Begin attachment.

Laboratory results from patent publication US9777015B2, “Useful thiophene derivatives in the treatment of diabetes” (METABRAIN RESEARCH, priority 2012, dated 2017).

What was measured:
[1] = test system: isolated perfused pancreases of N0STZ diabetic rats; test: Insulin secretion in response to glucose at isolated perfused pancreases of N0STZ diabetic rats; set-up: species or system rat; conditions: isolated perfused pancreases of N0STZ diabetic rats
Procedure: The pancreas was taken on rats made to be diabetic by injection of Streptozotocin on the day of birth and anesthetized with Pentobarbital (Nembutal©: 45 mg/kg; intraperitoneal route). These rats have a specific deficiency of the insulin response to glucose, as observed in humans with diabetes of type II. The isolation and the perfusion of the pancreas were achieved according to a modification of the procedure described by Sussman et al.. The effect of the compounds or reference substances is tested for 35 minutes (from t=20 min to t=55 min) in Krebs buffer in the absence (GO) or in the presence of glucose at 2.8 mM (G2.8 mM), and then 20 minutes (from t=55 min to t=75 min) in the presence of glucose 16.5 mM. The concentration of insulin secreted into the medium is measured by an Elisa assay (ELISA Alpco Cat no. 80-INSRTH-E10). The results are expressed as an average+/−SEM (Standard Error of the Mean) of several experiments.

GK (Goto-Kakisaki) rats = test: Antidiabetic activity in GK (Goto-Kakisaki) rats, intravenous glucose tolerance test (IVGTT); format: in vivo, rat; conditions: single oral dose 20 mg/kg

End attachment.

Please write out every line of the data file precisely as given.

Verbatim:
Laboratory results from patent publication US9777015B2, “Useful thiophene derivatives in the treatment of diabetes” (METABRAIN RESEARCH, priority 2012, dated 2017).

What was measured:
[1] = test system: isolated perfused pancreases of N0STZ diabetic rats; test: Insulin secretion in response to glucose at isolated perfused pancreases of N0STZ diabetic rats; set-up: species or system rat; conditions: isolated perfused pancreases of N0STZ diabetic rats
Procedure: The pancreas was taken on rats made to be diabetic by injection of Streptozotocin on the day of birth and anesthetized with Pentobarbital (Nembutal©: 45 mg/kg; intraperitoneal route). These rats have a specific deficiency of the insulin response to glucose, as observed in humans with diabetes of type II. The isolation and the perfusion of the pancreas were achieved according to a modification of the procedure described by Sussman et al.. The effect of the compounds or reference substances is tested for 35 minutes (from t=20 min to t=55 min) in Krebs buffer in the absence (GO) or in the presence of glucose at 2.8 mM (G2.8 mM), and then 20 minutes (from t=55 min to t=75 min) in the presence of glucose 16.5 mM. The concentration of insulin secreted into the medium is measured by an Elisa assay (ELISA Alpco Cat no. 80-INSRTH-E10). The results are expressed as an average+/−SEM (Standard Error of the Mean) of several experiments.

GK (Goto-Kakisaki) rats = test: Antidiabetic activity in GK (Goto-Kakisaki) rats, intravenous glucose tolerance test (IVGTT); format: in vivo, rat; conditions: single oral dose 20 mg/kg